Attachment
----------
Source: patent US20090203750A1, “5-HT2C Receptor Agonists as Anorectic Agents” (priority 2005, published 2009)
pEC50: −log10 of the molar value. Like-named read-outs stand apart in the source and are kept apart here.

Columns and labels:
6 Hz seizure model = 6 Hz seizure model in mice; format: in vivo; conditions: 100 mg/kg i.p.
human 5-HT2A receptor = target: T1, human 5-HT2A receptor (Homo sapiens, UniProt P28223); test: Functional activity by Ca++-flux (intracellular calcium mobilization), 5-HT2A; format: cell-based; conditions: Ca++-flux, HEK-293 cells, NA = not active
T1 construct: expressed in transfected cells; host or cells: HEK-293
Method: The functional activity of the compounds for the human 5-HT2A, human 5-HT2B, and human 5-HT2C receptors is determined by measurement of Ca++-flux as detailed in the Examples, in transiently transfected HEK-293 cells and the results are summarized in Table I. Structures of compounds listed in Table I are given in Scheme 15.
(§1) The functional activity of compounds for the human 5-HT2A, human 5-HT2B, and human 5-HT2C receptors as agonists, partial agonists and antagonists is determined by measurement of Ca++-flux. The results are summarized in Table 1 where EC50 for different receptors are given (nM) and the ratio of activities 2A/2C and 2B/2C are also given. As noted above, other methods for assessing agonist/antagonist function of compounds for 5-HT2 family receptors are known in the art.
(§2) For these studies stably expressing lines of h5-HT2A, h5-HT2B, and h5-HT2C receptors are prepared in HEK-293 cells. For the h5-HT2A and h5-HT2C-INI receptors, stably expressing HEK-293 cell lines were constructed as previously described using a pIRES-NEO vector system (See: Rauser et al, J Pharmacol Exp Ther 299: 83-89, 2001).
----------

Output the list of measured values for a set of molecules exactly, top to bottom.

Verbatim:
Source: patent US20090203750A1, “5-HT2C Receptor Agonists as Anorectic Agents” (priority 2005, published 2009)
pEC50: −log10 of the molar value. Like-named read-outs stand apart in the source and are kept apart here.

Columns and labels:
6 Hz seizure model = 6 Hz seizure model in mice; format: in vivo; conditions: 100 mg/kg i.p.
human 5-HT2A receptor = target: T1, human 5-HT2A receptor (Homo sapiens, UniProt P28223); test: Functional activity by Ca++-flux (intracellular calcium mobilization), 5-HT2A; format: cell-based; conditions: Ca++-flux, HEK-293 cells, NA = not active
T1 construct: expressed in transfected cells; host or cells: HEK-293
Method: The functional activity of the compounds for the human 5-HT2A, human 5-HT2B, and human 5-HT2C receptors is determined by measurement of Ca++-flux as detailed in the Examples, in transiently transfected HEK-293 cells and the results are summarized in Table I. Structures of compounds listed in Table I are given in Scheme 15.
(§1) The functional activity of compounds for the human 5-HT2A, human 5-HT2B, and human 5-HT2C receptors as agonists, partial agonists and antagonists is determined by measurement of Ca++-flux. The results are summarized in Table 1 where EC50 for different receptors are given (nM) and the ratio of activities 2A/2C and 2B/2C are also given. As noted above, other methods for assessing agonist/antagonist function of compounds for 5-HT2 family receptors are known in the art.
(§2) For these studies stably expressing lines of h5-HT2A, h5-HT2B, and h5-HT2C receptors are prepared in HEK-293 cells. For the h5-HT2A and h5-HT2C-INI receptors, stably expressing HEK-293 cell lines were constructed as previously described using a pIRES-NEO vector system (See: Rauser et al, J Pharmacol Exp Ther 299: 83-89, 2001).